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CELLPHMED and SUNBIOSCIENCE with 3 others promising EPFL spin-offs will go after the US market

7 April 2016

07.04.16 – Twenty Swiss start-ups, including five EPFL spin-offs, will head to the east coast of the United States in June for a weeklong immersion in the business world. They were selected from among 200 competitors by venturelab to take part in its venture leaders program. A public presentation of the start-ups will take place on 21 April.

Five EPFL start-ups – Cellphmed, Intento, SUNbioscience, SThAR and ARTMYN – will go to Boston or New York to test their ideas and business plans on the US market. They will meet with key industry players, in their pursuit of a springboard to rapid international growth. “Early exposure to the US market and investors is a requirement for any start-up with global potential,” said Jordi Montserrat, the head of venturelab.

Boston for life sciences, New York for technology

venturelab’s program, which has been around for 16 years, has helped many companies. “39 venture leaders from past years are among the Top 100 Swiss Startups of 2015, including EPFL spinoffs L.E.S.S., Abionic, Flyability and MindMaze,” noted Montserrat, who added that venturelab’s alumni have raised several hundred million francs from Swiss and foreign investors.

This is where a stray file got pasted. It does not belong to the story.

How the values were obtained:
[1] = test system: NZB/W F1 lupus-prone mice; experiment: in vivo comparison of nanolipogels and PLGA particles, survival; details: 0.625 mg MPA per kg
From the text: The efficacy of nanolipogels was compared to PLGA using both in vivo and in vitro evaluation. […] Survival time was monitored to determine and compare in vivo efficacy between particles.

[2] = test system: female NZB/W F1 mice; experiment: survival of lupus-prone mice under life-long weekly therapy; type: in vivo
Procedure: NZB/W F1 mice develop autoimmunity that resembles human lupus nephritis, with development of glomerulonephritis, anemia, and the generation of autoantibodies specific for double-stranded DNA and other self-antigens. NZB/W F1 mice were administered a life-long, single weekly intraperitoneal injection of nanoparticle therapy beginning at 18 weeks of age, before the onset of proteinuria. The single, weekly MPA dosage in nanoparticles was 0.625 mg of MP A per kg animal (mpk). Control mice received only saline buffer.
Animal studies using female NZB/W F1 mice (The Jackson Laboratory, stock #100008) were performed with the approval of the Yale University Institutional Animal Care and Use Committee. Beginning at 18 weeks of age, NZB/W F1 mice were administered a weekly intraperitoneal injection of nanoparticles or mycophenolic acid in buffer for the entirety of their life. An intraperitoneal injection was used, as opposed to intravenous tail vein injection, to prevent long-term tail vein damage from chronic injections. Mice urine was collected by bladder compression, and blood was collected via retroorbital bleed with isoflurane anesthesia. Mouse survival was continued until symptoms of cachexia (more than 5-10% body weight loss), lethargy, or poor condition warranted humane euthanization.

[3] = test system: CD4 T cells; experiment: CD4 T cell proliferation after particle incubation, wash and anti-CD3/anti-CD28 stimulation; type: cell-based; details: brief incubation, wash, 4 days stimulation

This year, for the first time, two teams of 10 Swiss entrepreneurs will go to the US in June for a week of business boosting. Start-ups in the area of life sciences will go to Boston, while the others are New York-bound. The aim is to spend a week in a location that corresponds to the start-ups’ business sector. This is a unique opportunity for these up-and-coming entrepreneurs, who have one thing in common: they are the heads of a high-tech start-up with an ambitious growth plan and strong potential on the US market….

 

Natali Pennese, Cellphmed
A method to determine the identity and quality of a cell with great precision, marking a step towards more accurate and more personalized medicine.

 

Sylke Hoehnel, SUNbioscience
A technique to grow ‘organoid’ stem cells, which refers to 3D tissues that imitate how organs work. This technology brings personalized medicine closer in the form of treatments that are more effective and less onerous than wide-spectrum treatments.

 

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